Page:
How Much Time Do You Spend Mentoring Others?
It’s shocking for me to say this, but I spend at least twenty hours a week engaged in various pursuits that all drive towards helping people accomplish their goals. I’m fortunate to have a few great platforms that give me the chance to help people in their adventures directly. Cybrary and LinkedIn both provide me a chance to connect with people in a very meaningful way. In addition to traditional mentoring activities, I also have the chance to build structures, processes, and mentor networks that reach even more people than I could reach myself. Mentoring mentors impacts so many more lives than I could alone.
What Infosec Groups & Communities Are You Involved With?
I am currently a Chief Mentor with the online cybersecurity education company Cybrary. For better or worse, I am part of the cybersecurity community on LinkedIn as well. In addition to these groups, I am a member of my local ISACA chapter, (ISC)2, and a recent addition to the secjuice community. I haven’t seen any other professional communities as vibrant and welcoming as information security. Certainly there are a few corners of the web where infosec is a dumpster fire, but I can thankfully admit that I am not involved there.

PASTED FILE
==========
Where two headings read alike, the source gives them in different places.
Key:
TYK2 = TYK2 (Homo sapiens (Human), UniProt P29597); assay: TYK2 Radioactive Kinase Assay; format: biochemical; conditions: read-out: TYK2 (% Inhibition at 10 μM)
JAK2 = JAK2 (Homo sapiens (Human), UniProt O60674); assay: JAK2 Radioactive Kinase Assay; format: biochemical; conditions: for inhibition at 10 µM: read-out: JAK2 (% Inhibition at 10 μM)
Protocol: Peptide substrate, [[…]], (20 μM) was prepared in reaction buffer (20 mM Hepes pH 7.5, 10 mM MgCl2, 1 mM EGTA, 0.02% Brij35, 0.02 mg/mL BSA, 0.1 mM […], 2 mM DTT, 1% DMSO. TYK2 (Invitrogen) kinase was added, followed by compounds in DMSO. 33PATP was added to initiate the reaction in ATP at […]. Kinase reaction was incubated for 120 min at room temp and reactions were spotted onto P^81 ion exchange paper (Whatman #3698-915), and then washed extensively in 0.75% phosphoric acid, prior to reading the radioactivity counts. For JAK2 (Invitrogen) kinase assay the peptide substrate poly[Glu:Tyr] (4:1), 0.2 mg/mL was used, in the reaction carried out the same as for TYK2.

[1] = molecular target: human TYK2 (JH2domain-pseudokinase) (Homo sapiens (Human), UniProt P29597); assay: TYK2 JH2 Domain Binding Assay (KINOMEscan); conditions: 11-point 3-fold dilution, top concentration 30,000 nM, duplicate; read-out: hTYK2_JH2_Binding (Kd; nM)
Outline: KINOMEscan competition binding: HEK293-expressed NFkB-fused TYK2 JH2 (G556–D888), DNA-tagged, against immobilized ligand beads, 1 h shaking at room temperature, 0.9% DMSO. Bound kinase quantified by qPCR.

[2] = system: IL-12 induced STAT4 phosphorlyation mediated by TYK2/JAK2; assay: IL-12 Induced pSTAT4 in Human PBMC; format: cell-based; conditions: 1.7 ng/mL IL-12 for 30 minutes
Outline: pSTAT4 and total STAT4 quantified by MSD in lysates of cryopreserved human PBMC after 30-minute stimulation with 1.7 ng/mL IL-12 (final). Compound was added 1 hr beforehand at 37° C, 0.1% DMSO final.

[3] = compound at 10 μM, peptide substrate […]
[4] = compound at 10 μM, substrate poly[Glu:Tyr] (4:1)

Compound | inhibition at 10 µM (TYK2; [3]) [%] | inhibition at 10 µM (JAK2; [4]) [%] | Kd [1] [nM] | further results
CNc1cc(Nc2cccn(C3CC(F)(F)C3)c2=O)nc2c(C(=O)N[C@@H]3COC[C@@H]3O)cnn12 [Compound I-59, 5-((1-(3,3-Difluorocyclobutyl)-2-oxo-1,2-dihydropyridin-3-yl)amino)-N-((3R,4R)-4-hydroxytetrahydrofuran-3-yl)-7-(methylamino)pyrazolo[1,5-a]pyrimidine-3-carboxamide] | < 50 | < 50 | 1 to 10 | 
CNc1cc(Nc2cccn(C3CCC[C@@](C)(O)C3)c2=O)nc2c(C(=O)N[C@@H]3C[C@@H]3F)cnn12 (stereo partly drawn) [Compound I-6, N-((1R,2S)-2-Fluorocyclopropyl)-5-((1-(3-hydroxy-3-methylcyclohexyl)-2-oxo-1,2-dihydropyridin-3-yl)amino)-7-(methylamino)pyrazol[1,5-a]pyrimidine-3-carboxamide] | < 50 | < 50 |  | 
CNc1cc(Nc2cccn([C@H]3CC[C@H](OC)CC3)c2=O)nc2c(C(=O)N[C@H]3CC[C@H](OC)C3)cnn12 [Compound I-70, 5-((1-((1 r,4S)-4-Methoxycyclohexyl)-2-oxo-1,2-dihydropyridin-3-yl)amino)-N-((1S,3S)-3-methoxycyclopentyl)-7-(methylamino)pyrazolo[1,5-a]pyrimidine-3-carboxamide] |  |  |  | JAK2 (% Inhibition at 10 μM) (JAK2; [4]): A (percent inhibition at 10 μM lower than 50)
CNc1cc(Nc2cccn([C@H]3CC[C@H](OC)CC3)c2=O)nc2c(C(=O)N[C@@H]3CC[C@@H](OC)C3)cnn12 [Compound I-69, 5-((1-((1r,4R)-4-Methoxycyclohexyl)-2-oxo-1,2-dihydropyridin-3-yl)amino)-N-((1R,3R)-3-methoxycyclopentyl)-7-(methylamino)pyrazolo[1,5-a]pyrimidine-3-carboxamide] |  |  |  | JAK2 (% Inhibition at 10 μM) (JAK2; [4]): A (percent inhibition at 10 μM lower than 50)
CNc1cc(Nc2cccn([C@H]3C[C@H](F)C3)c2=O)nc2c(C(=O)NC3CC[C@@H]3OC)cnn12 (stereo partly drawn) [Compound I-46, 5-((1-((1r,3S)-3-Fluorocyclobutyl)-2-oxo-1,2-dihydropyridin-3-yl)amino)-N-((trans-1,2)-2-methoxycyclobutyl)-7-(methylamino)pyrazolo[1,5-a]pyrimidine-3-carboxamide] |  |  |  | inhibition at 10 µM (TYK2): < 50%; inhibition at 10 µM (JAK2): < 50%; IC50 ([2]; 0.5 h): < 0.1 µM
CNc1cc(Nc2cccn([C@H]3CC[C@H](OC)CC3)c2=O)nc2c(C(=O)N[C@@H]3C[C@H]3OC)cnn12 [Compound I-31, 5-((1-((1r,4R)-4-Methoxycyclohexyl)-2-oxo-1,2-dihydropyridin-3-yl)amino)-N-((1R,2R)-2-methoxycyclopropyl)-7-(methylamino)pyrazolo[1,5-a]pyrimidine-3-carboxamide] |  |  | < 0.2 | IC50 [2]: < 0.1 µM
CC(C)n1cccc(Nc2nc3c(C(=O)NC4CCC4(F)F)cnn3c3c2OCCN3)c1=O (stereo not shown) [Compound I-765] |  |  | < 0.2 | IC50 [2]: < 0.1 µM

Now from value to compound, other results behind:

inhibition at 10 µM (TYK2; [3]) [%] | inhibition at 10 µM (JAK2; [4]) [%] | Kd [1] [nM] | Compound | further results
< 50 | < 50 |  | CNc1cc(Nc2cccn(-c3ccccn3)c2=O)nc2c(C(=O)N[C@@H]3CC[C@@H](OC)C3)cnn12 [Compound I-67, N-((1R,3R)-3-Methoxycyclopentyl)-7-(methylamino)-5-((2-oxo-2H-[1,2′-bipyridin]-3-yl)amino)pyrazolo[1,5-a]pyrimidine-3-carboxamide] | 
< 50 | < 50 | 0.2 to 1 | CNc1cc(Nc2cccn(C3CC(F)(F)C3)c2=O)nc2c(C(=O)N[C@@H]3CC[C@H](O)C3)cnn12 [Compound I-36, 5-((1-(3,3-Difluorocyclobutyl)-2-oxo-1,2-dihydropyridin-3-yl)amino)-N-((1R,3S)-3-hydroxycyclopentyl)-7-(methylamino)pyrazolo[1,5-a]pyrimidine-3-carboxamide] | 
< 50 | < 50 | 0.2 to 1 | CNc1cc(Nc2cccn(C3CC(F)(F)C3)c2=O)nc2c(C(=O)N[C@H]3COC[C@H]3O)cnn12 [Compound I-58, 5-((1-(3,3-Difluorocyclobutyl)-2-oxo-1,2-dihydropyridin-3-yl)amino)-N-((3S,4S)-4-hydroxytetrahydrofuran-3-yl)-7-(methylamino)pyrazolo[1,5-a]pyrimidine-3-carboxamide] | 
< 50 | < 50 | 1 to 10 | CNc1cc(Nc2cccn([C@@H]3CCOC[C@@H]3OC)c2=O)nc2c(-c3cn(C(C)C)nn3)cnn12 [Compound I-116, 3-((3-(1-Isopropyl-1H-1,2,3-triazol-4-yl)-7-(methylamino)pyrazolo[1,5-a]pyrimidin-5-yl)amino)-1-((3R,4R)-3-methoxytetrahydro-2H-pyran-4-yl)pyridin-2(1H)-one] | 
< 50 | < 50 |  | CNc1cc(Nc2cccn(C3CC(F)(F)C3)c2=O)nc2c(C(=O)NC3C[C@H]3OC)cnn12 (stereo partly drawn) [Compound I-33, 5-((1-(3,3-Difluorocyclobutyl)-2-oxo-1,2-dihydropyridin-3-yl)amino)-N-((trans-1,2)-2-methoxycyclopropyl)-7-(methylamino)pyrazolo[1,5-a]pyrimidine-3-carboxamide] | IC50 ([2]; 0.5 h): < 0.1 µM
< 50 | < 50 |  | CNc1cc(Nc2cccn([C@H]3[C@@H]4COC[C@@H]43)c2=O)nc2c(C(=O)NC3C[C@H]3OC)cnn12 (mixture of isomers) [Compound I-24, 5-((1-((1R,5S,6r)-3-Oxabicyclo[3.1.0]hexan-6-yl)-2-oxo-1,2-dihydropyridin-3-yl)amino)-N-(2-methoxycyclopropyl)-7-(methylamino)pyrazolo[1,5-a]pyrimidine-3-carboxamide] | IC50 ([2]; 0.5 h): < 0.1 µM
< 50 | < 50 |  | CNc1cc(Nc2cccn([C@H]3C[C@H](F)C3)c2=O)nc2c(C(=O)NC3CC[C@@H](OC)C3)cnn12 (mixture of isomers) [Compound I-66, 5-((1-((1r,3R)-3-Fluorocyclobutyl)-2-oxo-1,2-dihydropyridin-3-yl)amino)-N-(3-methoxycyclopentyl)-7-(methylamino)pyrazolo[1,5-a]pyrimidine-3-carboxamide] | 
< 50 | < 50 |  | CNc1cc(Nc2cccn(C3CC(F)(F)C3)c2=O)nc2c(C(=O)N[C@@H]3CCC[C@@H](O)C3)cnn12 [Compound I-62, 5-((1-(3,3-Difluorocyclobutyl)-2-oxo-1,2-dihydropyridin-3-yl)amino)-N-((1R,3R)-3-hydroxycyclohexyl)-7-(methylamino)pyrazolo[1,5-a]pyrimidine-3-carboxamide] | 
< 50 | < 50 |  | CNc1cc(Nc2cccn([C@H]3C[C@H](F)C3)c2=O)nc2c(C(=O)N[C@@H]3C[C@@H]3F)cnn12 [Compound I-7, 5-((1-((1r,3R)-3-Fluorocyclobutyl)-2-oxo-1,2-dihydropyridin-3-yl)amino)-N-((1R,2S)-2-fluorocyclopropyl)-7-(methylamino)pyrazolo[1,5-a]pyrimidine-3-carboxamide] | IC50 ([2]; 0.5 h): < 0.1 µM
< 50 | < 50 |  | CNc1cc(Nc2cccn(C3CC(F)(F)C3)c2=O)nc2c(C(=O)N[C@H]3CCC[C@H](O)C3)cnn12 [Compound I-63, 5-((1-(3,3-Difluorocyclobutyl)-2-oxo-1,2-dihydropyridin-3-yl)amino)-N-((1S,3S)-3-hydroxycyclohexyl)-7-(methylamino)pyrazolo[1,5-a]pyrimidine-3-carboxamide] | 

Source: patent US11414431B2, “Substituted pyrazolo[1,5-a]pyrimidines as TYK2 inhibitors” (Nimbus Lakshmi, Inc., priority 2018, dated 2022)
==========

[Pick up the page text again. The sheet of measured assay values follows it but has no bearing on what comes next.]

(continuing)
What Advice Do You Have For Those Who Wish To Mentor Others?
Don’t let imposter syndrome get in your way. Don’t let your own insecurities get in your way. You have come through all the circumstances and experiences that created you for a reason, and that’s all it takes to mentor to others. Being a mentor is a position of service that magnifies other people. If that motivates you and appeals to something inside you, then find a way to give back. Mentor is a current buzzword for the simple act of helping another human with their life based on the life you’ve already been through. Take a chance, help somebody out, you might rediscover the good side of humanity and keep at it.
What Advice Do You Have For Those Who Wish To Find A Mentor?
Don’t find one mentor, find a mentor network. No single person can give you the perfect advice you need. Not one person can tell you what you need to do. You owe it to yourself to take a wide array of wise council, process that advice, and choose your own path as a result. Also, don’t just look for someone at the top of the career ladder. In fact, this can often lead to poor results due to lack of practicality and relatability. Find mentors that are a few steps ahead of you and vet their advice with the input of others. Remember, at the end of it all, it’s up to you to end up where you want to go. Mentors make the process more efficient. Past all of this, you have to network. Find places where people congregate that do what you want to do and be there. The infosec community is surprisingly helpful and inviting. Once you are where they are, ask for help, you’ll be pleasantly surprised.
If all else fails, connect with me on LinkedIn and I’ll be one perspective for you.